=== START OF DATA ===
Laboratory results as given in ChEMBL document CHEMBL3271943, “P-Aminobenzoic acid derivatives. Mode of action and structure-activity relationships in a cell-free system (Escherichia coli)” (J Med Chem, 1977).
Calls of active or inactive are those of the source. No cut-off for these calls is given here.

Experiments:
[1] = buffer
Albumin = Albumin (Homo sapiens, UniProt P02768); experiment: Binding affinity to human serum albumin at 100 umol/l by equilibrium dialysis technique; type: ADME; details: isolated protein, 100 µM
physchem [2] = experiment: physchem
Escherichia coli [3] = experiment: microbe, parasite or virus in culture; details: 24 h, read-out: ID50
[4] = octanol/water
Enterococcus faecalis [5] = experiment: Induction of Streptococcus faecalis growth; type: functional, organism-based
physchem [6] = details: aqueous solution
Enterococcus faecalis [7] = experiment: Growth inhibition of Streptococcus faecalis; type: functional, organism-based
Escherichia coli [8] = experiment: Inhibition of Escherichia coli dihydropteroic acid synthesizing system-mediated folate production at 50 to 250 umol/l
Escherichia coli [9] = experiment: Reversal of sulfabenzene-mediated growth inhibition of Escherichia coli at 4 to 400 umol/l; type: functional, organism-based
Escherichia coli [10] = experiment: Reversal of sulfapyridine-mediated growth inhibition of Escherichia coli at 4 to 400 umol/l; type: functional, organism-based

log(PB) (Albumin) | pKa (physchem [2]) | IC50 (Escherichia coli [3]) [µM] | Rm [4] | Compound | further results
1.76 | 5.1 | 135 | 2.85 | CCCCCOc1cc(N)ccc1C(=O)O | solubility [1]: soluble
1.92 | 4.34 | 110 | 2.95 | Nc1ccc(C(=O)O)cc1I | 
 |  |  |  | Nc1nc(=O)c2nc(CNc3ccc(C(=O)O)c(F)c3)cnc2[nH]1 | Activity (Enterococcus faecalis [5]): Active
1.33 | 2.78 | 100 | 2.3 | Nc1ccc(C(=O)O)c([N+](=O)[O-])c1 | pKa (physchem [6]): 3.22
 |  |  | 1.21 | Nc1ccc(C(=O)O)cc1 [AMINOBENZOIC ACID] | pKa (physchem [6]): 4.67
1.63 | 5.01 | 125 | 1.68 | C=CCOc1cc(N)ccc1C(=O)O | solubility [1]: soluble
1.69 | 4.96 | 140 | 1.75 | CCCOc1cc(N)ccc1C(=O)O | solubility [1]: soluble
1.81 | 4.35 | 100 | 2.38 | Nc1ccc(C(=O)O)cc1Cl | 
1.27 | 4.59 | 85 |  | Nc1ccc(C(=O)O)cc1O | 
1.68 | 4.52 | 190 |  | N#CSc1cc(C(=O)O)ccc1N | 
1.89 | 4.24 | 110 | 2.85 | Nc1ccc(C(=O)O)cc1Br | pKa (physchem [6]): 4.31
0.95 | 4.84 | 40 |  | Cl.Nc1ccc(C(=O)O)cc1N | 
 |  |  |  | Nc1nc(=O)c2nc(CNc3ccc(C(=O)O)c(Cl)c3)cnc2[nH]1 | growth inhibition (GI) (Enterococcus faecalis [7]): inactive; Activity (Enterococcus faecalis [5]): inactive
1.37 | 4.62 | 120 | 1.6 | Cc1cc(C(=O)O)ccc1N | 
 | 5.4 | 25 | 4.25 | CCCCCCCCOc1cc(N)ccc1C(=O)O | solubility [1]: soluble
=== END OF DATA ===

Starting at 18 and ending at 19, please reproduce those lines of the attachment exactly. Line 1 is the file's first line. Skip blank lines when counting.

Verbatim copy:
 |  |  |  | Nc1nc(=O)c2nc(CNc3ccc(C(=O)O)c(F)c3)cnc2[nH]1 | Activity (Enterococcus faecalis [5]): Active
1.33 | 2.78 | 100 | 2.3 | Nc1ccc(C(=O)O)c([N+](=O)[O-])c1 | pKa (physchem [6]): 3.22